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What is Psychiatric Malpractice?

Written by Berkowitz

medical scalesMany people are aware of medical malpractice cases that involve physical injury. However, few are familiar with the potential consequences of psychiatric malpractice. Patients receiving mental health treatment should understand the importance of ethical boundaries as well as the duty of care owed by mental health professionals.

While psychiatric malpractice can be more difficult to prove than other forms of medical malpractice, it still incorporates the same basic elements: (1) a doctor-patient relationship, (2) a breach of the applicable standard of care, (3) harm, and (4) a link between the breach and the harm suffered. If you have experienced psychological harm or any injury due to psychiatric malpractice, you may have a claim for financial compensation.

Examples of Psychiatric Malpractice

Some common examples of ethical breaches and violations of mental health professionals’ duties of care that can give rise to psychiatric malpractice claims include:

  • Failure to acquire adequate history – To perform an accurate diagnosis, therapists must spend time exploring the client’s background and history. Generally, mental health professionals should obtain and review the following information prior to diagnosing a patient:
    • Current symptoms
    • Prior therapy
    • History of mental disorders in the client’s family
    • Pertinent physical symptoms
    • Education background
    • Medications
    • Results of previous medical examinations
  • Utilizing therapeutic techniques with improper training – Providing professional psychiatric or psychological care requires years of education and training. As new techniques develop and existing techniques evolve, mental health professionals may need to undertake continuing education as well. If a therapist does not complete an appropriate level of training before utilizing a technique on a client, this may give rise to a claim for psychiatric malpractice.
  • Unprofessional contact outside of the office – A general rule in psychology is that therapists and patients meet only in the safe space of the therapist’s office where boundaries are understood. The therapist-patient relationship can be easily misunderstood by clients with certain psychological conditions. Meeting in unorthodox places can be confusing and ultimately damaging for the client. Likewise, unprofessional behavior in the office, such as isolating or verbally assaulting a patient, can give rise to malpractice claims as well.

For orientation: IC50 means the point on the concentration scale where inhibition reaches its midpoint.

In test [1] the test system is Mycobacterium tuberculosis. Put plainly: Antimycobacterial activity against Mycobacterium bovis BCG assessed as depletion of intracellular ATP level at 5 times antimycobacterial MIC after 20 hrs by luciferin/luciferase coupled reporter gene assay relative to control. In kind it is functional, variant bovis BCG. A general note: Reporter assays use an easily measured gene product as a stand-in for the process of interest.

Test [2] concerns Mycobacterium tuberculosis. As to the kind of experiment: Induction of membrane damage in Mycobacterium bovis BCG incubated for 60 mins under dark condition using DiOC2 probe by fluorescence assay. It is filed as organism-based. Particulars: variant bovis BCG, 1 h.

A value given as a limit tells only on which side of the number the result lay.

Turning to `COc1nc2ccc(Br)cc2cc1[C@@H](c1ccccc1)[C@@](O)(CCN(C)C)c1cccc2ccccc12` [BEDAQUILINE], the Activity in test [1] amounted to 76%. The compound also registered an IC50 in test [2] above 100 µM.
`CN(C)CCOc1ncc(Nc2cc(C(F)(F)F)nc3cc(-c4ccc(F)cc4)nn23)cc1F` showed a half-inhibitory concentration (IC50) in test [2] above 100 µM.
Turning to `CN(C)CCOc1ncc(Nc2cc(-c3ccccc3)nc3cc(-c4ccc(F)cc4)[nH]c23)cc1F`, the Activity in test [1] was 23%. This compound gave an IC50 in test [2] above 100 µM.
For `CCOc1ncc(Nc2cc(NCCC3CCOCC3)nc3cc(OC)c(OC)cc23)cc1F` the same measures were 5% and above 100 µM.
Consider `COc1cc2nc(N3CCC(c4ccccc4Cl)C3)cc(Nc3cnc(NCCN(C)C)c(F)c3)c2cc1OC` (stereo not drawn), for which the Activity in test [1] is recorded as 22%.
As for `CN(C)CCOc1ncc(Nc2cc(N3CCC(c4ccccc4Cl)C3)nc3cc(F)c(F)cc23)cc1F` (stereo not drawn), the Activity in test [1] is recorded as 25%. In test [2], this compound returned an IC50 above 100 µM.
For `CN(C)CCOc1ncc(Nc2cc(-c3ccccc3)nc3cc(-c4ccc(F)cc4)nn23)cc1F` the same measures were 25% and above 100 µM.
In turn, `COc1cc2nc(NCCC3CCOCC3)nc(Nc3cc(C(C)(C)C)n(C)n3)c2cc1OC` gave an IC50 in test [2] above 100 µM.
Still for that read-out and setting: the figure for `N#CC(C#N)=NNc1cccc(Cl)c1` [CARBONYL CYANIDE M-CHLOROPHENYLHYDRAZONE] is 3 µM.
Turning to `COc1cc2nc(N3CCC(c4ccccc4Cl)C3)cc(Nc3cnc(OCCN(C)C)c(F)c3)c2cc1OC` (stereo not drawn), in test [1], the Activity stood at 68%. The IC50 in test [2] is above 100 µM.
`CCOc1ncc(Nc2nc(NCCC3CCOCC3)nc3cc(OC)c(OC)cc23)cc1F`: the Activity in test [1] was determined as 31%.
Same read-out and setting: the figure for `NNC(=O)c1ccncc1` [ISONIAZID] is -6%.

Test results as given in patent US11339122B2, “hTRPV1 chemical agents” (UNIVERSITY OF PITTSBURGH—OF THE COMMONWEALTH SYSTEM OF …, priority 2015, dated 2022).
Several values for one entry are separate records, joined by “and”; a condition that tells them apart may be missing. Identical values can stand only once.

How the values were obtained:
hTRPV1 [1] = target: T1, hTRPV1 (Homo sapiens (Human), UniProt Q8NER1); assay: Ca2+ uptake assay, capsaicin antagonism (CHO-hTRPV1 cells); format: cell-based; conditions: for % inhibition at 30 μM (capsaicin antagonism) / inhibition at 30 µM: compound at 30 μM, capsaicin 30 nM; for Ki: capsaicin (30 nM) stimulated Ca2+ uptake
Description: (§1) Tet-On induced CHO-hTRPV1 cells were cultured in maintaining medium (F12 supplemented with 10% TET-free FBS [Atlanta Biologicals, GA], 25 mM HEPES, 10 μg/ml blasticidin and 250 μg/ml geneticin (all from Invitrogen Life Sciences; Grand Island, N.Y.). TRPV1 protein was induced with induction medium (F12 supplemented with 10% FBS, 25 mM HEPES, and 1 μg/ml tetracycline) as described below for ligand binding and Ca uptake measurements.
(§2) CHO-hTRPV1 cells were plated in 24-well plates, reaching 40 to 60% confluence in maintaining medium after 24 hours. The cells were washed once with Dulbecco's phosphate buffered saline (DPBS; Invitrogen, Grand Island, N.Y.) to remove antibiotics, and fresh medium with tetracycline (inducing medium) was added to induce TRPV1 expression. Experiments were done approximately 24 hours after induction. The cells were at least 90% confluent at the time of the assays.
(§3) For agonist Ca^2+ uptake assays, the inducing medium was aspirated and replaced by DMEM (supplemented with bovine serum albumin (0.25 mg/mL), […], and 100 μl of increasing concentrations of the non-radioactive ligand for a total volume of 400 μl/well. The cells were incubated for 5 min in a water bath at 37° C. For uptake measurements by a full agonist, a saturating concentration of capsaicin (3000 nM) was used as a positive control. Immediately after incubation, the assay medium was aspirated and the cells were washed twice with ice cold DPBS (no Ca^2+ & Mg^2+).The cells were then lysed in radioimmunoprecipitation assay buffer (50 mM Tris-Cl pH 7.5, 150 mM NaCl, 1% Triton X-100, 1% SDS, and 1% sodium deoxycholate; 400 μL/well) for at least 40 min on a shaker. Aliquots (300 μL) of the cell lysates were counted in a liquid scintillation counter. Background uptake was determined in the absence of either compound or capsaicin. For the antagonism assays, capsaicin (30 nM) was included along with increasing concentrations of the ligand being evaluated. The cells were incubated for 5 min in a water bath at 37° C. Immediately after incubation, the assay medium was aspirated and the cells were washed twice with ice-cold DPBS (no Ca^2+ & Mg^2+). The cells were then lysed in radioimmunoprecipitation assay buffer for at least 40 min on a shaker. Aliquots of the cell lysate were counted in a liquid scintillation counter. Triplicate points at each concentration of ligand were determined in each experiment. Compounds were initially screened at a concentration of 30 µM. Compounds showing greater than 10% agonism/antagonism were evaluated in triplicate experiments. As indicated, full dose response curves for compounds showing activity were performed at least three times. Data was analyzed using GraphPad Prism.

• Other common grounds for malpractice claims against therapists, clinical psychologists, psychiatrists, and other mental health professionals include:
    • Deliberately using an incorrect diagnosis for insurance purposes
    • Inadequate documentation
    • Failure to obtain peer consultations

Berkowitz and Hanna LLC – Psychiatric Malpractice Attorneys in Fairfield, Hartford, and New Haven Counties

Mental health professionals have a responsibility to their clients. When psychiatrists, clinical psychologists, and therapists fail to uphold their responsibilities, patients can suffer severe emotional harm as a result.

If you or a loved one feels that a mental health professional has acted unethically or provided substandard care, it is in your best interest to consult an experienced malpractice attorney. At Berkowitz and Hanna LLC, our legal team will work diligently and compassionately to protect your rights. Contact us today to discuss your circumstances at no charge.